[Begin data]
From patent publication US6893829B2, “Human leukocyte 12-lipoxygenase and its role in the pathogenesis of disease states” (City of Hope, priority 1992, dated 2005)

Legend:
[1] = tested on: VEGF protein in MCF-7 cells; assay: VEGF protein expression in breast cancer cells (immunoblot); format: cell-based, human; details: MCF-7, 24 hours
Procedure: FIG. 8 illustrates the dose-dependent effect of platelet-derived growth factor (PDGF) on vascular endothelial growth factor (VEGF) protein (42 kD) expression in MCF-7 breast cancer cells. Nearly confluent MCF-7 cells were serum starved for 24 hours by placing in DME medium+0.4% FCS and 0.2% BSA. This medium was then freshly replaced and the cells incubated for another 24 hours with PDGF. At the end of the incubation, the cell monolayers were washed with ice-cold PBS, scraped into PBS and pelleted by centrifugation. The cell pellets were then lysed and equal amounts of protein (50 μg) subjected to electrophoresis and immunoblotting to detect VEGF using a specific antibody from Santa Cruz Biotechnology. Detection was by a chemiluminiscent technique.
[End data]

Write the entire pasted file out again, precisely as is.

From patent publication US6893829B2, “Human leukocyte 12-lipoxygenase and its role in the pathogenesis of disease states” (City of Hope, priority 1992, dated 2005)

Legend:
[1] = tested on: VEGF protein in MCF-7 cells; assay: VEGF protein expression in breast cancer cells (immunoblot); format: cell-based, human; details: MCF-7, 24 hours
Procedure: FIG. 8 illustrates the dose-dependent effect of platelet-derived growth factor (PDGF) on vascular endothelial growth factor (VEGF) protein (42 kD) expression in MCF-7 breast cancer cells. Nearly confluent MCF-7 cells were serum starved for 24 hours by placing in DME medium+0.4% FCS and 0.2% BSA. This medium was then freshly replaced and the cells incubated for another 24 hours with PDGF. At the end of the incubation, the cell monolayers were washed with ice-cold PBS, scraped into PBS and pelleted by centrifugation. The cell pellets were then lysed and equal amounts of protein (50 μg) subjected to electrophoresis and immunoblotting to detect VEGF using a specific antibody from Santa Cruz Biotechnology. Detection was by a chemiluminiscent technique.